The political maths of tax is shifting

New Zealand's biggest political assumption is that a tax on property or capital gains is an electoral non-starter. Bernard Hickey argues a growing number of young renters who vote may change that.

Comment: The Opposition Leader Jacinda Ardern tried to leave open the option of a capital gains or land tax before the election last September, but the political reaction from property owners fearing a change to the status quo was enough in the final 10 days of the campaign to force her to close off the option before 2020.

There weren't enough young renters who vote to change that political mathematics, largely because they were not enrolled, or if they were they then voted at much lower rates than older voters, who are much more likely to be property owners. This chart shows the lower voting rates of younger enrolled voters. It misses out those who have not enrolled in the first place, which means the voting rate for the youngest cohort is at least 20 percentage points lower than those over 50.

But those low enrolment and voting rates among the young may be changing.

There appeared to have been a slight youth tremor at the last election where un-enrolled young voters turned up at voting booths in shopping centres, libraries and universities to enrol and vote for the first time in the one place.

Queuing to cast advance votes at Westfield Manukau during the last election. Photo: Lynn Grieveson

Those votes were counted as special votes. Labour and the Greens each won an extra seat from special votes and that was enough to tip them into power with the help of Winston Peters. The chart immediately below shows the number of advance voters increased by more than half a million to over 1.2 million during the election, in part because the Electoral Commission was much more active in putting booths in shopping centres, universities and libraries.

Without seeing the post-election survey of voters, it's hard to know for sure that the extra special votes came from young first-time voters who enrolled and voted at the special booths. But pre-election surveys of young renters showed they were more likely to vote for Labour and the Greens.

The chart of enrolment rates by age cohort at the top shows that if 18-35 year olds increased their enrolment rates and voting rates they would quickly overwhelm the 45-65 age group. That more bottom-heavy (or at least less top-heavy) structure of the voting population has the potential to change the electoral map for a generation if one or more party can get the young into the voting booths to vote for them.

One of the least known facts about New Zealand's demography is that it is much younger than many think. That's because our natural population growth is much faster than in 'older' European and Asian countries, and because our migration rate of younger people has been two to five times faster than places such as Britain, Australia and the United States over the last four years.

Labour and the Greens will hope they can mobilise enough of those young renters to enrol and vote before the 2020 election to change the electoral mathematics that currently make any tax reform on residential property electorally difficult.

How the pressure will build

The Tax Working Group paper detailed the problem looming over this younger generation of voters. As the baby boomers retire and start queuing up for hip operations, the fiscal costs of this older cohort will overwhelm the ability of young renters to pay-as-they-go.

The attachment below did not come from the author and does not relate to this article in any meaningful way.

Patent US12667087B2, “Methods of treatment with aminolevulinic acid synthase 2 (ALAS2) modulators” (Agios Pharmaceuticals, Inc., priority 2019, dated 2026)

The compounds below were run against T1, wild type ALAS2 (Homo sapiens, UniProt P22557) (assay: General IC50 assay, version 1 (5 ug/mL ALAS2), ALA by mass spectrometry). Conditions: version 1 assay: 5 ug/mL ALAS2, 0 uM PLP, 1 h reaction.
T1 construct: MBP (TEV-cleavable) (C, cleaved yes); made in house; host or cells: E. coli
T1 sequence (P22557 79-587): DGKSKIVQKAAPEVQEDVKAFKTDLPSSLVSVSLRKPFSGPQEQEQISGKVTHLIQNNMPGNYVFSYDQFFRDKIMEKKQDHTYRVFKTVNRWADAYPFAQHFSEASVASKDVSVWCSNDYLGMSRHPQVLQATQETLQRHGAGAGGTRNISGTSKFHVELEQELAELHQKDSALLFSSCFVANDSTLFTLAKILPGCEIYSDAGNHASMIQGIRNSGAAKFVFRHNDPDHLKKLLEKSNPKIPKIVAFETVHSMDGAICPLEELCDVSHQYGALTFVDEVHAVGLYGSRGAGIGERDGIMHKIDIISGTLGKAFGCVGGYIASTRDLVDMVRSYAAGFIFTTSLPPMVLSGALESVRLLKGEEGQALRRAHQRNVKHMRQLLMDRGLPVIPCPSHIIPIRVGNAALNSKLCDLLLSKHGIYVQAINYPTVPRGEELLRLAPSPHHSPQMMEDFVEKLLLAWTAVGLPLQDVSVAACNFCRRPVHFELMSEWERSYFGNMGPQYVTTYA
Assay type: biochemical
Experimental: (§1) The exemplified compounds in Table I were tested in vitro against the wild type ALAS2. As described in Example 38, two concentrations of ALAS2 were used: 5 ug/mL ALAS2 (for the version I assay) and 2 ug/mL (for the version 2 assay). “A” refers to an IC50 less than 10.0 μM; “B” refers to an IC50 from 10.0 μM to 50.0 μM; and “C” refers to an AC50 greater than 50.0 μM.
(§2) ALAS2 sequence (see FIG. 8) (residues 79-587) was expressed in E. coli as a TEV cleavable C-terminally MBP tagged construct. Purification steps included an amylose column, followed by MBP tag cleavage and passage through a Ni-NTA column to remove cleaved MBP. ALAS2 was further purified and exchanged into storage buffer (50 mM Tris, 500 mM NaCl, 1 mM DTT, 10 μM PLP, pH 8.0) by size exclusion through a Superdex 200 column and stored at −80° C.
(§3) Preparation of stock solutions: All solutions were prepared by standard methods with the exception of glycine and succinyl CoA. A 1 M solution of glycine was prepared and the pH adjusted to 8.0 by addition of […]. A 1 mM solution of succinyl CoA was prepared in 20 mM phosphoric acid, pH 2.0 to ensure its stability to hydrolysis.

The Government's budget deficit is expected to rise to a structural deficit of four percent of GDP by 2045 if the current settings for taxes and spending are not changed.

The political pressure from the increasingly numerous and restive group of currently young voters approaching middle age without property or security will be immense. They face having to put up taxes on themselves to pay for the pensions and hip operations of people who are vastly wealthier than they are, and who will be collecting a pension and free health care on top of that.

The Group's report included some stunning charts on how the wealth is currently spread, both towards older voters and the wealthiest voters.

Just imagine a 40 year old renter in 2040 having to pay a higher income tax or GST rate so that a 75 year old still working and earning a big salary can be paid a superannuation benefit on top of that. Just imagine how they'll feel when these semi-retired High Court Judges or Deputy Prime Ministers rock up to a hospital for a hip replacement costing $30,000 and expect this poor renter to pay.

The political pressure will grow for measures such as means testing of pensions and health care, with pressure for pure wealth taxes. 

The Tax Working Group essentially argued in its paper that an already wealthy older generation of property-owning voters agree to some form of wealth tax now to avoid a much uglier backlash in the 2020s and 2030s as those in the younger cohorts work out the unfairness of their situation and start voting for their own interests.

Without reform now, the unspoken fear is that a young form of populist party will be created as a mirror image to New Zealand First. It would be able to capture a slice of angry young voters willing to punish older and richer voters.

That policy platform would include, in theory, a much more aggressive form of wealth tax that covers the family home, means testing of pensions and health, and subsidies for rental accommodation and public transport.

This is the second in a series of three reports on the tax debate. The first looked at how a lack of a tax on capital gains has screwed the scrum of the economy. The third looks at why a land tax to fund housing infrastructure is a better option for reform than higher taxes on income, corporate and GST.

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